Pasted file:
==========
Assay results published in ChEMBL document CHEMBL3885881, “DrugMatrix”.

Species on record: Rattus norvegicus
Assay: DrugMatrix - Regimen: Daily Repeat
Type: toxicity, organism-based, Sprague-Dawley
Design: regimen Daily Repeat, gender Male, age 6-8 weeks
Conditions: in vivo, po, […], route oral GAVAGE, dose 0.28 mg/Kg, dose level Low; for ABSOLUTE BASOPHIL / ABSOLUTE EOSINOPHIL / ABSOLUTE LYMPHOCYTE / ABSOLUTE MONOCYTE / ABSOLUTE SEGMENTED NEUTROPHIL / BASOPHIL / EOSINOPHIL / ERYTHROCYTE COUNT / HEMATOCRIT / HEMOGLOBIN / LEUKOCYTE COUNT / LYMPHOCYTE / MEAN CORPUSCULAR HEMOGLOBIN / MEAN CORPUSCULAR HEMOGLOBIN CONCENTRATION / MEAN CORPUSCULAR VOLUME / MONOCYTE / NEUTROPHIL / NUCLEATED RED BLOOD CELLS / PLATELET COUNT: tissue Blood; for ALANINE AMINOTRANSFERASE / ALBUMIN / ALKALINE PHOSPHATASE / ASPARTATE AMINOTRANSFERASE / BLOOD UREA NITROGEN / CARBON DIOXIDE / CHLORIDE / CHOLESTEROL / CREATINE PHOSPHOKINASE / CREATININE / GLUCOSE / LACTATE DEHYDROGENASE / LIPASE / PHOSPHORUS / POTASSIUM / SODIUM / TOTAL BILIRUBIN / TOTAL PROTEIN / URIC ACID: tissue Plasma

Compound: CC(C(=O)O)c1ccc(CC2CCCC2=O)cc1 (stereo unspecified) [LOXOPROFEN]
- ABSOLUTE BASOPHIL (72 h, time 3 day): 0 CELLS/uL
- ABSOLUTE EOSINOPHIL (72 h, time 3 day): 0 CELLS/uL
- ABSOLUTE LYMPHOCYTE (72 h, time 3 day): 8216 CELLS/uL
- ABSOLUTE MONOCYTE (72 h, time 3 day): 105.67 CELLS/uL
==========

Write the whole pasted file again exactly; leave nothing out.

Assay results published in ChEMBL document CHEMBL3885881, “DrugMatrix”.

Species on record: Rattus norvegicus
Assay: DrugMatrix - Regimen: Daily Repeat
Type: toxicity, organism-based, Sprague-Dawley
Design: regimen Daily Repeat, gender Male, age 6-8 weeks
Conditions: in vivo, po, […], route oral GAVAGE, dose 0.28 mg/Kg, dose level Low; for ABSOLUTE BASOPHIL / ABSOLUTE EOSINOPHIL / ABSOLUTE LYMPHOCYTE / ABSOLUTE MONOCYTE / ABSOLUTE SEGMENTED NEUTROPHIL / BASOPHIL / EOSINOPHIL / ERYTHROCYTE COUNT / HEMATOCRIT / HEMOGLOBIN / LEUKOCYTE COUNT / LYMPHOCYTE / MEAN CORPUSCULAR HEMOGLOBIN / MEAN CORPUSCULAR HEMOGLOBIN CONCENTRATION / MEAN CORPUSCULAR VOLUME / MONOCYTE / NEUTROPHIL / NUCLEATED RED BLOOD CELLS / PLATELET COUNT: tissue Blood; for ALANINE AMINOTRANSFERASE / ALBUMIN / ALKALINE PHOSPHATASE / ASPARTATE AMINOTRANSFERASE / BLOOD UREA NITROGEN / CARBON DIOXIDE / CHLORIDE / CHOLESTEROL / CREATINE PHOSPHOKINASE / CREATININE / GLUCOSE / LACTATE DEHYDROGENASE / LIPASE / PHOSPHORUS / POTASSIUM / SODIUM / TOTAL BILIRUBIN / TOTAL PROTEIN / URIC ACID: tissue Plasma

Compound: CC(C(=O)O)c1ccc(CC2CCCC2=O)cc1 (stereo unspecified) [LOXOPROFEN]
- ABSOLUTE BASOPHIL (72 h, time 3 day): 0 CELLS/uL
- ABSOLUTE EOSINOPHIL (72 h, time 3 day): 0 CELLS/uL
- ABSOLUTE LYMPHOCYTE (72 h, time 3 day): 8216 CELLS/uL
- ABSOLUTE MONOCYTE (72 h, time 3 day): 105.67 CELLS/uL